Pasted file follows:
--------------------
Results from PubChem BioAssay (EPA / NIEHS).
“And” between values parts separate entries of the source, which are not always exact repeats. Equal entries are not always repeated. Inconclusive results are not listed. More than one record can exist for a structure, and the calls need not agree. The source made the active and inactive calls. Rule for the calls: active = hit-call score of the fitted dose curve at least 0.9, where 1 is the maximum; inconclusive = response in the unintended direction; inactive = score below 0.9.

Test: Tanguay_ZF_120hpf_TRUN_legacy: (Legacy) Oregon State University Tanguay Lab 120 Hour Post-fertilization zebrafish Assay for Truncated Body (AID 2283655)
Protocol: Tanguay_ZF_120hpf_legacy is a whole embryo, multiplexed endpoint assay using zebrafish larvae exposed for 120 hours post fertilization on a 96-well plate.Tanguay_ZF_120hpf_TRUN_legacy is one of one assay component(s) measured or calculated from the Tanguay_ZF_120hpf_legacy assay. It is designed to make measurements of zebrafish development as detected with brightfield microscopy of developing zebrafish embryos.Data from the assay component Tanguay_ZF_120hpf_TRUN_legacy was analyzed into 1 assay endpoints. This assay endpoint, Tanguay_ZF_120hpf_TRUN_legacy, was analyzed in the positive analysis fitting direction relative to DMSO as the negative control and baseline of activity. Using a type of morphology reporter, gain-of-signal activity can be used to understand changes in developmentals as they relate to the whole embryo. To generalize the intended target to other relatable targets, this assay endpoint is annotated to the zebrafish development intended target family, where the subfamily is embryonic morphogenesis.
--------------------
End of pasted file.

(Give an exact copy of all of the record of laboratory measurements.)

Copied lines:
Results from PubChem BioAssay (EPA / NIEHS).
“And” between values parts separate entries of the source, which are not always exact repeats. Equal entries are not always repeated. Inconclusive results are not listed. More than one record can exist for a structure, and the calls need not agree. The source made the active and inactive calls. Rule for the calls: active = hit-call score of the fitted dose curve at least 0.9, where 1 is the maximum; inconclusive = response in the unintended direction; inactive = score below 0.9.

Test: Tanguay_ZF_120hpf_TRUN_legacy: (Legacy) Oregon State University Tanguay Lab 120 Hour Post-fertilization zebrafish Assay for Truncated Body (AID 2283655)
Protocol: Tanguay_ZF_120hpf_legacy is a whole embryo, multiplexed endpoint assay using zebrafish larvae exposed for 120 hours post fertilization on a 96-well plate.Tanguay_ZF_120hpf_TRUN_legacy is one of one assay component(s) measured or calculated from the Tanguay_ZF_120hpf_legacy assay. It is designed to make measurements of zebrafish development as detected with brightfield microscopy of developing zebrafish embryos.Data from the assay component Tanguay_ZF_120hpf_TRUN_legacy was analyzed into 1 assay endpoints. This assay endpoint, Tanguay_ZF_120hpf_TRUN_legacy, was analyzed in the positive analysis fitting direction relative to DMSO as the negative control and baseline of activity. Using a type of morphology reporter, gain-of-signal activity can be used to understand changes in developmentals as they relate to the whole embryo. To generalize the intended target to other relatable targets, this assay endpoint is annotated to the zebrafish development intended target family, where the subfamily is embryonic morphogenesis.